Newsletter – March 01, 2010




March 1, 2010




2010 has become an interesting year, given the estate tax legislation mess that we are in, as well as the bad economy.


The Economic Growth and Tax Relief Reconciliation Act was signed into law in 2001 and has created estate tax planning problems ever since.  That 2001 law gradually increased the amount that could pass estate tax free from the $1 Million estate tax exemption amount in 2002 to the $3.5 Million estate tax exemption available for decedents dying in 2009.  It  further reduced the maximum estate tax rate from 55%  to 45%.


The 2001 Act was designed to culminate in the complete repeal of all estate taxes in the current year, 2010, and beyond.  However, without more legislation, the estate tax will return with a vengeance after this year.  There will only be a $1 Million estate tax exemption after this year, and the maximum estate tax rate will go back to 55%.


There is a lot of discussion about Congress possibly retroactively enacting changes to the estate tax laws effective January 1, 2010.  The expectation, because of the need for tax revenues, is that the government would like to install an estate tax exemption of some amount in excess of $1 Million and also make it retroactive to the first of this year, so that decedents dying in 2010 would be subject to these laws.  In December, 2009 the House of Representatives passed a bill making a $3.5 Million estate tax exemption applicable in 2010 and beyond (just like in 2009), but the Senate did not pass that same legislation.


Therefore, we are in a very interesting time period for decedents dying this year.  We do not know if the current laws on the books, which repeal all estate taxes for 2010, will actually be applicable or whether there will be estate taxes applied beyond a certain exemption for this year.  Further, we do not know whether any attempt to make such laws retroactive would actually be successful.  We also do not know whether laws will be passed to increase the amount exempt from estate taxes after this year.  Without such legislation, only $1 Million is exempt from estate taxes in 2011 and beyond.


For these reasons, the purpose of this Newsletter is basically to inform you of this mess and to also let you know what the laws are for 2010 since there is no longer an estate tax (unless they enact one retroactively) until the first of the year.  The current laws do not have an estate tax for decedent’s dying in 2010.  Instead, their estate would file a return with the Internal Revenue Service by April 15, 2011 indicating the tax basis of all the assets of the decedent at the time of death.  The estate will be permitted to increase the tax basis of the decedent’s assets (which would reduce the gain upon later sale of those assets) by an amount equal to $3 Million for assets passing to the surviving spouse and another $1.3 Million for assets passing to other beneficiaries of the estate.  In addition, it appears that there will be a $250,000 exclusion for the sale of the primary residence of the decedent.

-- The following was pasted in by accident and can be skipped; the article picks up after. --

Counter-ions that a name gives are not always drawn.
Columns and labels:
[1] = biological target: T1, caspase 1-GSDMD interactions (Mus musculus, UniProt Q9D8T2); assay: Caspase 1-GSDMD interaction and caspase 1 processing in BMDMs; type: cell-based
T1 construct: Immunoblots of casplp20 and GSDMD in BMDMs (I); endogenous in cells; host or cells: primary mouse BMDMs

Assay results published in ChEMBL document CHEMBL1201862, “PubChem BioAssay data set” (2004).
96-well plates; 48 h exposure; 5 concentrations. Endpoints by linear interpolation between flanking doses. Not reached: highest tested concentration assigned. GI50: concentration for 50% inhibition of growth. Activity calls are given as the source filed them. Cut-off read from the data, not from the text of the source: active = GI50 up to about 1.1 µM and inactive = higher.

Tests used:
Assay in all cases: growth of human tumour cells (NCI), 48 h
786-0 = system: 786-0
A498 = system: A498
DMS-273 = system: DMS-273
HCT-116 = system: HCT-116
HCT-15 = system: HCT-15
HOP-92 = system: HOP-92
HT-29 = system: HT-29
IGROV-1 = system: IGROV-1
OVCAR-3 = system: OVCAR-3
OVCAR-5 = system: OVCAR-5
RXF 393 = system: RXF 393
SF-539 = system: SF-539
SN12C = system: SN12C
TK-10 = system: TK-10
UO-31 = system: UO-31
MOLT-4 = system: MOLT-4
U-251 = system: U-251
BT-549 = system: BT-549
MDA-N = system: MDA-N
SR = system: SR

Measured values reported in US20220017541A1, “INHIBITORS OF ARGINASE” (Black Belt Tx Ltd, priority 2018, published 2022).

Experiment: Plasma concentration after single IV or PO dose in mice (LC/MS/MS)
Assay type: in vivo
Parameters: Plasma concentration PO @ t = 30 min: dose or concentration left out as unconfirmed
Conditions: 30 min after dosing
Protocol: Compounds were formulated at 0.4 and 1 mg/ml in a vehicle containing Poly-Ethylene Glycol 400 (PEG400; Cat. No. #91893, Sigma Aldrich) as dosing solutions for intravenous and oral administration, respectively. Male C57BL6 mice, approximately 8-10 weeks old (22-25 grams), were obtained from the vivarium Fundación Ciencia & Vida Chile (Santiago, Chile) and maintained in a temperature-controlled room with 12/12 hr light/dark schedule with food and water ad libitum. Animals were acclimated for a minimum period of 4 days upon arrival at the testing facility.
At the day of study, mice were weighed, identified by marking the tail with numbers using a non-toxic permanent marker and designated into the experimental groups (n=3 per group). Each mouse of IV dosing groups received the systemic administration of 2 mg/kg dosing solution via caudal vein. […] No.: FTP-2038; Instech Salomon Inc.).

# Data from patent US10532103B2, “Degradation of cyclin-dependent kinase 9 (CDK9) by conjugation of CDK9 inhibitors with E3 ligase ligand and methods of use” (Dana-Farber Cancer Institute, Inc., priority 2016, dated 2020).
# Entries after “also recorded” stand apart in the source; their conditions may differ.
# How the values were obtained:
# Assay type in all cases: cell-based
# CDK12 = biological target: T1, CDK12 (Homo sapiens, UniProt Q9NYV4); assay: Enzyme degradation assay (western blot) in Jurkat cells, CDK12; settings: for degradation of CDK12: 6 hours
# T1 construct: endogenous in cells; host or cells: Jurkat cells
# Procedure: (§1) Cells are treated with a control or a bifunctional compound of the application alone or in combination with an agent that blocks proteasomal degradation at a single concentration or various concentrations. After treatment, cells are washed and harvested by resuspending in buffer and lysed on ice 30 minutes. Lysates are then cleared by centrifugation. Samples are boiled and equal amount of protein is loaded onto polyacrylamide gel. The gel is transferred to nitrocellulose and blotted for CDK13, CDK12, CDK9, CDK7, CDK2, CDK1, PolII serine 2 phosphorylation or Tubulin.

I suggest you stay tuned for changes in the estate tax laws, because the situation is really quite a quagmire, and combining it with 2010 being an election year does not make it any easier to predict ultimately what will happen with estate taxes.


Regarding other matters, let me mention that I do see business transactions not involving real estate increasing somewhat, but even those transactions appear to be relatively slow compared to prior years because of the lack of available financing.  The non-real estate transactions involving my clients are increasingly funded by the Seller, not a financial institution.  Needless to say real estate transactions, other than sales involving distressed sellers, continue to be very infrequent.


I have noticed that the legal work pertaining to the structuring of a client’s assets and business operations to reduce potential liability has markedly increased.  With the economy still down, it appears that litigation is up, so clients are more aware of the potential damage litigation could do to their assets and business operations.  So, clients are making a greater effort to properly segregate their assets from potential liabilities.


If I can assist you with any of these issues, please do not hesitate to contact me.